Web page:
Free shipping on subscriptions and orders over $35. All other orders flat rate $7.

Coffee Fundamentals: Coffee Processing

Coffee processing involves removing the outer cherry from the inner seed of the coffee in preparation to export the beans. Here we will discuss the two most common processing methods, the washed and natural processes. Keep in mind that this outlines the standard practice but coffee producers around the world have endless variations that add a local character to their coffee.

Natural (or Dry) Process

Natural processing is the oldest processing method and is most popular in countries that do not have abundant water. While simpler than the washed process it is often more difficult to ensure a consistently great coffee. The natural process involves simply laying out the harvested cherry to dry in the sun on a tarp, cement patio or raised drying bed. The cherries remain for a matter of weeks depending on weather until the cherry dries out to its optimal moisture content. Throughout the drying time the cherries are raked to ensure even drying. This process concentrates the sugars from the outer cherry onto the inner coffee bean resulting in a heavier body and fruit flavors. Following the drying period the coffee cherries are brought to a mill to separate the dried cherry from the bean.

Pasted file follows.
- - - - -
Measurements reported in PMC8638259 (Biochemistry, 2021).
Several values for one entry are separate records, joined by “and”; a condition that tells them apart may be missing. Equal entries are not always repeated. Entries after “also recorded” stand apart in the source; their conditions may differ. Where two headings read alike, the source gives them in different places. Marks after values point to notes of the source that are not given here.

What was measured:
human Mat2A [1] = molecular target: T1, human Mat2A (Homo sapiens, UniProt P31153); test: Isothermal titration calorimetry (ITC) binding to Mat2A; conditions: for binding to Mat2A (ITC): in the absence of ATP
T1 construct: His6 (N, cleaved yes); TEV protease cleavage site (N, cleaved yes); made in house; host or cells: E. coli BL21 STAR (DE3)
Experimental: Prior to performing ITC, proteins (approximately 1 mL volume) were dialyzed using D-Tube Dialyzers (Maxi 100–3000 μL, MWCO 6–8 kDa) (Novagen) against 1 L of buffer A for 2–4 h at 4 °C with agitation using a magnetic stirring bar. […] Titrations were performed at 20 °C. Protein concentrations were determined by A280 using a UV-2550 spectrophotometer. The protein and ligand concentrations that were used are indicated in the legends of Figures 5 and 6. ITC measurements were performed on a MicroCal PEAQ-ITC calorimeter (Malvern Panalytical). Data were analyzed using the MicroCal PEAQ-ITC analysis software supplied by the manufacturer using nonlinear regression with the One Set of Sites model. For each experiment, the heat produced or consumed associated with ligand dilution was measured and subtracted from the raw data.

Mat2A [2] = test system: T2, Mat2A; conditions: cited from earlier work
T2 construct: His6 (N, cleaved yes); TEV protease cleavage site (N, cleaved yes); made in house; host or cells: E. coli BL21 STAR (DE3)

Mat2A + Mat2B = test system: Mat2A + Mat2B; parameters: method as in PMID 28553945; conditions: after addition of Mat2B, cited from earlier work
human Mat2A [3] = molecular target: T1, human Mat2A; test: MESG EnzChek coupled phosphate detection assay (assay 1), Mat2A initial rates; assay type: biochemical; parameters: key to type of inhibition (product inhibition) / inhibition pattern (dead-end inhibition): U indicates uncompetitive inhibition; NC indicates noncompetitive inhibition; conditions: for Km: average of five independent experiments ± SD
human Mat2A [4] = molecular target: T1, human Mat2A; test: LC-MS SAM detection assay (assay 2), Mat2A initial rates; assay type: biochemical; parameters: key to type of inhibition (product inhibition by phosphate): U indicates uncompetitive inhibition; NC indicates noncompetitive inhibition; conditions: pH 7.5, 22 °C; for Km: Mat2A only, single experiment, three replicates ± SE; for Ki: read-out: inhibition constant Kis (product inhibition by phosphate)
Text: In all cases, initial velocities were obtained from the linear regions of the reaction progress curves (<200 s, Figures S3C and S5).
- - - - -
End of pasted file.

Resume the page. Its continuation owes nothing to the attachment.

Raised Drying Beds

Washed (or Wet) Process

While the natural process dries the cherry on the bean, the washed process removes the outer cherry prior to drying. This process originated because of the need to process coffee while prohibiting mold growth in countries with wet and humid climates. The first step is to remove the skin and pulp from the bean with a pulping machine. Next a series of water channels are used to separate the beans based on weight. Then the beans are moved to a water fermentation tank where the beans will stay for 12-72 hours. Here naturally occurring enzymes will help to remove the slick mucilage layer that is still on the bean. Finally, the beans are rinsed and moved to another location for drying and milling. The washed process is the more consistent process and is known for a more acidic flavor profile than other processing methods. Many people will consider this their normal cup of coffee.

Fermentation tanks and washing channels at the Kinini washing station in Rwanda